|The Design and Implementation of the 4.4BSD Operating System|
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Some of the communication domains supported by the socket IPC mechanism provide access to network protocols. These protocols are implemented as a separate software layer logically below the socket software in the kernel. The kernel provides many ancillary services, such as buffer management, message routing, standardized interfaces to the protocols, and interfaces to the network interface drivers for the use of the various network protocols.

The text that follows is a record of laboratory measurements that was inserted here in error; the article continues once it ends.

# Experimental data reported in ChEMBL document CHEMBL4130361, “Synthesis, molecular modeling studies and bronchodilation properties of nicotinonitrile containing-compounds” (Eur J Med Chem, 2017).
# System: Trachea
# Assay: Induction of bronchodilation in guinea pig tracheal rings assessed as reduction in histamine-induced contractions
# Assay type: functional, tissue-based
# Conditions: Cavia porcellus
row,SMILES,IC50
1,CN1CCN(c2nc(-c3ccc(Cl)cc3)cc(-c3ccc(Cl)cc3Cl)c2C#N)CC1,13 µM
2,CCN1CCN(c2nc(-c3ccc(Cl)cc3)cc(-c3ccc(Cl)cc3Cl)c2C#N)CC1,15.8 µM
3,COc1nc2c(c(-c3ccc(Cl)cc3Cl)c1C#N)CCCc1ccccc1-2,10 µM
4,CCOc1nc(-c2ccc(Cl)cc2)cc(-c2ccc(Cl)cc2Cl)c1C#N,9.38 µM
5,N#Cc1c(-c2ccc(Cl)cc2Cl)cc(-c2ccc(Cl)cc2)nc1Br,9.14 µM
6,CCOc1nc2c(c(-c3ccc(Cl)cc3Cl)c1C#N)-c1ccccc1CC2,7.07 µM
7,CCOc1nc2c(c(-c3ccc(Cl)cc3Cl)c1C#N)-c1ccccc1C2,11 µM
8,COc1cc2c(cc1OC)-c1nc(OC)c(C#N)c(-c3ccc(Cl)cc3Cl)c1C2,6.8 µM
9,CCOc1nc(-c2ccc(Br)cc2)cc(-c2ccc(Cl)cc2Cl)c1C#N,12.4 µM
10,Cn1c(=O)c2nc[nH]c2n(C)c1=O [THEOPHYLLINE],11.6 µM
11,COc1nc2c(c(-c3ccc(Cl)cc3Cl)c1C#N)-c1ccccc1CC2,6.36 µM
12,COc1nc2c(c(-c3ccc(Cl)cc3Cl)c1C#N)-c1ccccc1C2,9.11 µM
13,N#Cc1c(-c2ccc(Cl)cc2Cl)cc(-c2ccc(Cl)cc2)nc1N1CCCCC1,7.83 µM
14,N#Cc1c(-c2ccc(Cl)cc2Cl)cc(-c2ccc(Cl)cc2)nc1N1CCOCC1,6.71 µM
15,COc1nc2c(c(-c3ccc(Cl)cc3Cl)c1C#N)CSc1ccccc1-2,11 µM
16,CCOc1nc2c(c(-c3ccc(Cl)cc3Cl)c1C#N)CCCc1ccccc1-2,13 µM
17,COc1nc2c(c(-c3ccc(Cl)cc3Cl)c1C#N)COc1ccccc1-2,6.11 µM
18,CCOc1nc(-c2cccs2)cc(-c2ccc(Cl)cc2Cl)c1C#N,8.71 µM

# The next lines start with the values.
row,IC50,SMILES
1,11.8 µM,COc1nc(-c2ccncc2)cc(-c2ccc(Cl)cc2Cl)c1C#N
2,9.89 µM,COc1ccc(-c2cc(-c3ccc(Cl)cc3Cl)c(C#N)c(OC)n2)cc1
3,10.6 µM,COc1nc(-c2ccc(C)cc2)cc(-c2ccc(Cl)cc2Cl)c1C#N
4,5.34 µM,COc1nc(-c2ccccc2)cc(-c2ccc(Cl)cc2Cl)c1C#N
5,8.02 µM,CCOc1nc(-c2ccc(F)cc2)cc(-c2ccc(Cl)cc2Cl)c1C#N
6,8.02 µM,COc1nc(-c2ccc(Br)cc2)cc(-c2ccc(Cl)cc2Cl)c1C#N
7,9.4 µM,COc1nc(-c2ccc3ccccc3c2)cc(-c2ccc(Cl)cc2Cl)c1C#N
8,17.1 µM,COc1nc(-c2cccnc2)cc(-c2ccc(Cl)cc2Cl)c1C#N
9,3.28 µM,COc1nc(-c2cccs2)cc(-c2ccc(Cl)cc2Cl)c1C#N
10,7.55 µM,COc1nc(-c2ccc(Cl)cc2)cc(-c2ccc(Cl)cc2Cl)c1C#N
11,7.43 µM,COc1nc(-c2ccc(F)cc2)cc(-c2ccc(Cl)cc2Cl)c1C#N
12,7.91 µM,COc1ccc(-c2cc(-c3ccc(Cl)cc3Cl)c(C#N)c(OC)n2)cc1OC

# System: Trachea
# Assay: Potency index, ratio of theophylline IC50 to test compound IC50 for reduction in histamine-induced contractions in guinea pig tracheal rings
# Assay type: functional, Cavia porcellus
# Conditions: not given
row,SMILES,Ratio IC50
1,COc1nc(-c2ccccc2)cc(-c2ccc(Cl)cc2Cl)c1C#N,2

At the time that 4.2BSD was being implemented, there were many networking protocols in use or under development, each with its own strengths and weaknesses. There was no clearly superior protocol or protocol suite. By supporting multiple protocols, 4.2BSD could provide interoperability and resource sharing among the diverse set of machines that was available in the Berkeley environment. Multiple-protocol support also provides for future changes. Today's protocols designed for 10- to 100-Mbit-per-second Ethernets are likely to be inadequate for tomorrow's 1- to 10-Gbit-per-second fiber-optic networks. Consequently, the network-communication layer is designed to support multiple protocols. New protocols are added to the kernel without the support for older protocols being affected. Older applications can continue to operate using the old protocol over the same physical network as is used by newer applications running with a newer network protocol.